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Wanna plan a group ride? Here's what you should consider.

  1. Plan. Plan your ride route keeping in mind traffic and turns. Some motorcycles have a smaller fuel capacity and stops may be needed. Plan them to avoid issues. Meetups at gas stations help to avoid this issue as well. Everyone fuels up prior to departure. Timing matters. Weekday rush hours are vastly different from early morning sunday. Climate affects all riders. Heat, wind, and rain can be hazardous. Plan appropriately. Encourage all riders to wear appropriate gear and helmets. 

  2. Make Expectations Clear Where the ride is going, how long it will be, speed limits included and any major information the group should know prior to showing up on the day of the ride.  Encourage all riders to do a pre-ride check of their vehicle and be licensed and insured to participate.   

  3. Keep your Group Size Reasonable Safety in numbers is not necessarily applicable to group motorcycle rides. The maximum number is always contingent on the road size and conditions. But less than 10 riders is still a large group.

  4. Choose a Lead Typically the most experienced rider will be a good candidate for a trip leader. This does not need to be a rule, but the Lead needs to be capable of directing members, assessing the road or traffic conditions, and being accountable for a number of different variables along the way.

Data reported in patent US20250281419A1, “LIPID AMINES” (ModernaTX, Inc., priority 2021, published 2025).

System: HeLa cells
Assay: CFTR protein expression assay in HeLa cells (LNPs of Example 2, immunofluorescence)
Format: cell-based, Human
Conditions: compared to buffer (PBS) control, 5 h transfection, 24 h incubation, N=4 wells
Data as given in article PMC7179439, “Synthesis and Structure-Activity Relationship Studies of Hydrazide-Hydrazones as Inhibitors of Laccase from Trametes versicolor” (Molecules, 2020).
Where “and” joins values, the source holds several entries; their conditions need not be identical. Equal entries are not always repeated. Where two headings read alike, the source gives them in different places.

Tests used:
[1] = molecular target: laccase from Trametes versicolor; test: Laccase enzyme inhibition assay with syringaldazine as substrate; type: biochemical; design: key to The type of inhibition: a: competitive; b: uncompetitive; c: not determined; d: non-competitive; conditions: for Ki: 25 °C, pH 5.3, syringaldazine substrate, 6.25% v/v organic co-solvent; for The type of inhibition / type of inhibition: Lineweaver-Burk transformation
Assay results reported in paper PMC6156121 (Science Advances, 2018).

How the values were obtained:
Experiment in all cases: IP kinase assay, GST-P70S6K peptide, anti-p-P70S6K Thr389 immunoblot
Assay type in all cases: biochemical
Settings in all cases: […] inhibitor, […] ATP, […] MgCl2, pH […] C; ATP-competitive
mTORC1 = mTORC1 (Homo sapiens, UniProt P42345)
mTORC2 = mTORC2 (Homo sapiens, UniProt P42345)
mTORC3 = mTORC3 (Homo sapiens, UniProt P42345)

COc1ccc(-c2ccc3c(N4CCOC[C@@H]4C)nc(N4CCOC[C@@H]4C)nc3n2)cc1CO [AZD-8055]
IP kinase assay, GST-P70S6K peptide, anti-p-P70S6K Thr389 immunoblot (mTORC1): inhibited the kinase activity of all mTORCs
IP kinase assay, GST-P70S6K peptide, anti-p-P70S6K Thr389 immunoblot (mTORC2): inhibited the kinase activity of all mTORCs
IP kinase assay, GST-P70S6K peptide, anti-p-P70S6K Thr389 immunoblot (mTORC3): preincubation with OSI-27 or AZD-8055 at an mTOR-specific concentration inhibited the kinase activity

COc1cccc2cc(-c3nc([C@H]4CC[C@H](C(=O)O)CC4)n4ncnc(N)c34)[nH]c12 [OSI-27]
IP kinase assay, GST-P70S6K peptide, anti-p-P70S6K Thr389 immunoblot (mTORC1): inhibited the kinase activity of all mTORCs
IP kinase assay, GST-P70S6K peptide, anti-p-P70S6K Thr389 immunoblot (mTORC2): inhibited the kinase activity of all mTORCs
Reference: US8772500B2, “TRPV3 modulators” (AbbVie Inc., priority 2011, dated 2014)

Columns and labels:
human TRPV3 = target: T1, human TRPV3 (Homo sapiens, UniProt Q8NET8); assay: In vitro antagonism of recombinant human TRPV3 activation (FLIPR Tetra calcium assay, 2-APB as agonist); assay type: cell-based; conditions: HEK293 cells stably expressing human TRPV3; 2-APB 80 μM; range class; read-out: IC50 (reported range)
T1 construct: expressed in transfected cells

5. Have a PreRide Briefing Once the majority of riders have a meeting. Go over your route, pre planned stops, weather and road conditions to be aware of and group expectations. This should include things like hand signals and ride formation. Encourage all riders to fuel up and inspect their bikes for any issues. 

    1. Hand signals While many riders have communication devices, hand signals are a great way to communicate with your fellow riders. Be familiar with them and encourage all signals to be passed back to the riders behind them

    2. Rider formation You should ride in a formation that allows you to be seen by cars in multiple lanes on straight highways. Staggered positioning seems to be most common, but always use good judgment.

    3. Safety All speed limits and laws should be followed in a group ride. Make sure to maneuver around other vehicles appropriately and keep the group together

    4. No rider left behind If this is not clear, don't plan a group ride.

  6. Be Prepared Things to consider to bring are not much different than you would consider on your own. First aid kid, phone, water, snacks. Possibly a jumper box and extra fuel if possible. But this checklist will vary depending on your location and group size, so make sure to talk over your necessities each ride.

  7. Have fun. 

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